In the 2020 paper “TikTok and the ‘Algorithmized Self’” researchers argue the platform is different from other social networking sites (SNS) because it’s less about connecting with a network of friends and more “a site for public performance heavily built on intrapersonal engagement” while creating content for a trending algorithm. “While similarly egocentric and concerned with the performance and management of self-identity, TikTok rewrites the mechanisms of this process through a design that guides users in a different direction than other SNSs,” they write.
Essentially, it’s a digital sandbox that invites make-believe. “The unplanned back and forth motion between creators makes the app an incredibly social playground,” Kurzock writes. “TikTok users play and perform in simulated characters and settings … This video creation app is an escape from reality.”
And it’s an escape from reality when many of our typical opportunities for adult play—this is literally playing, using your free time to do something whimsical—are interrupted by the pandemic. In January 2018, TikTok had 55 million global users. As of September 2021, it had more than 1 billion. Its rise is in part because it’s entertaining, a more positive place than Facebook.
Because platforms present an opportunity for people to continuously figure out how they want to configure them, the exact use of TikTok is always shifting—and it can be many different things at the same time. What’s happening with a situation like West Elm Caleb is seemingly people using the platform to share with a microgroup (women in New York City who may have or may eventually date Caleb) and provide information like they would on other more intimate social networking sites, like Facebook. They aren’t making music-backed tracks with special effects like the TikToks evaluated by Kuzrock in his cinematic study. They’re making front-facing, confessional, and intimate videos.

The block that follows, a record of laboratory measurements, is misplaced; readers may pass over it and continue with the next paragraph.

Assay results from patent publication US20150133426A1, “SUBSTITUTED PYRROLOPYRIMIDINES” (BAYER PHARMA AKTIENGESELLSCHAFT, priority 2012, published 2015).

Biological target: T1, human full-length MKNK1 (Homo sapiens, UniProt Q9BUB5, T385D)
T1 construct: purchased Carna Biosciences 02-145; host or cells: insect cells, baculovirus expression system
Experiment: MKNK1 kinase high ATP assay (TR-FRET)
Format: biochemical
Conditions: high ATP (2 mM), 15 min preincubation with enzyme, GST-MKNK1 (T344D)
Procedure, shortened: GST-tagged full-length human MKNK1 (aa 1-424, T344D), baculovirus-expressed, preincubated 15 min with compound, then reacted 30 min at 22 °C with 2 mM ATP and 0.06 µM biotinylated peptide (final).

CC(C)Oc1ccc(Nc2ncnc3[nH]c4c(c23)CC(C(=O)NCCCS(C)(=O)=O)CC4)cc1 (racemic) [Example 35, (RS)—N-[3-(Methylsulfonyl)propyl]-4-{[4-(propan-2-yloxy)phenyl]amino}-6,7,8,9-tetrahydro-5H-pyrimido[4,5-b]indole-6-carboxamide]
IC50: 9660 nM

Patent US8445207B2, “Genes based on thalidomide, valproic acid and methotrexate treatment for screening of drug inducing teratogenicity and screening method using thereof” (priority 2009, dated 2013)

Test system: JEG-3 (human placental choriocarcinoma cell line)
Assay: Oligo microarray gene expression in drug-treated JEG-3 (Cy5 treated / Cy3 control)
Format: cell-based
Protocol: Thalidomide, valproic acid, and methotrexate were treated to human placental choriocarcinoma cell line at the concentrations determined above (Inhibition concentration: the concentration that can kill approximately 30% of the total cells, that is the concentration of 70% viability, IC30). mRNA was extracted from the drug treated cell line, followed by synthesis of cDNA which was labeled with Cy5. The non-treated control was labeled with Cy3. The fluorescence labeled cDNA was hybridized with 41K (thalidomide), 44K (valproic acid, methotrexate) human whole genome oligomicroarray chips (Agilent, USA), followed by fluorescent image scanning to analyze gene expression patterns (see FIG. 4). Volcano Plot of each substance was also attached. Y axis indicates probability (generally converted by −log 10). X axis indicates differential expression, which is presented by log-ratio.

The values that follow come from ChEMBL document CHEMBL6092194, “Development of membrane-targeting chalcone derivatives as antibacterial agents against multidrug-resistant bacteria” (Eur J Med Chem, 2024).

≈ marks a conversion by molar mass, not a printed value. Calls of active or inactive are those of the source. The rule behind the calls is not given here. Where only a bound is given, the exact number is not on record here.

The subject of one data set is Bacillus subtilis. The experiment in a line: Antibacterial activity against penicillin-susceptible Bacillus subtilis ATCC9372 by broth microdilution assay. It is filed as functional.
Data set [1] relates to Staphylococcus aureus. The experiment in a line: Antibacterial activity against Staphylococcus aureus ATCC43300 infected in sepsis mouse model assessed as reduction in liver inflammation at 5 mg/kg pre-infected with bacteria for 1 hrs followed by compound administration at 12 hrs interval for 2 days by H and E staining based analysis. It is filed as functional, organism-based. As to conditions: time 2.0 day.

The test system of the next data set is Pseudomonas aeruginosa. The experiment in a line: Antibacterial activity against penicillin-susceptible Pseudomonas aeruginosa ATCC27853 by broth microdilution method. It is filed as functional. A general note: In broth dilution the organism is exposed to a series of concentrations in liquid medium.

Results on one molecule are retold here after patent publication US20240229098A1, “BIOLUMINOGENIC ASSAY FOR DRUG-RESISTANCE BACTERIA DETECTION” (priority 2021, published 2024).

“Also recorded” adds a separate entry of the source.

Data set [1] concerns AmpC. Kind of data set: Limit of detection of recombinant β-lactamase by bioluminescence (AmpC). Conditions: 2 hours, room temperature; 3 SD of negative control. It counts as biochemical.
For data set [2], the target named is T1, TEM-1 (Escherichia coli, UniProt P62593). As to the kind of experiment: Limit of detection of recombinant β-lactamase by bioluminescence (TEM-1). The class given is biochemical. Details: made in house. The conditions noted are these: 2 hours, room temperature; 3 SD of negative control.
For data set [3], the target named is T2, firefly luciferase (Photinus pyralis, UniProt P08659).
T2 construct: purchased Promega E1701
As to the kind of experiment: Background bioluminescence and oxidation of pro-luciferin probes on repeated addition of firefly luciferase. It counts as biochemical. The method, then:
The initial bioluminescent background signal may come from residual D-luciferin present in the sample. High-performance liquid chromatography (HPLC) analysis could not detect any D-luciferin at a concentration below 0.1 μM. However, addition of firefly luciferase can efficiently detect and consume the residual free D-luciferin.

But the introduced topic—West Elm Caleb—still becomes the subject of imaginative play. That part of TikTok still enters the chat. While Kuzrock’s study excluded front-facing confessionals, TikToks in this format still become cinematic by nature of the platform and how it encourages users. These videos are performance, too—only with higher stakes.
This is not to say TikToks should be confined to lip syncs but to acknowledge that, as one of the first posters of West Elm Caleb put it, “if you leave it up to the TikTok gods” you are actively participating in a system that supports mass participation and interpretation. The intimacy groomed through phrases like “it’s story time,” “bestie,” and “let’s get into it” is false. You’re providing material for a remix, even if that material is the personal details of your, or another’s, life. If you post, there’s the possibility—even inevitably—of mass participation.
This can be really fun, and it can also damage an individual. There’s a saying that every day there is one main character on the internet. The goal is to not become this person. Before he was West Elm Caleb this person was Caleb, someone who was seemingly a dick when it came to dating, but also whose photo is now spread without his consent and whose workplace is now barraged by mentions of the whole debacle. In the digital sandbox, you play—playing with the material, playing detective, playing the Paul Revere of the New York dating scene.
On Thursday, an ex of West Elm Caleb posted her own TikTok, criticizing how far people are taking the situation and saying “you need to remember that there are actually human beings behind your screen.” But TikTok is designed to capitalize on your attention, to entertain. This means transforming the real to the unreal at the pace the crowd demands and turning the private into performance.
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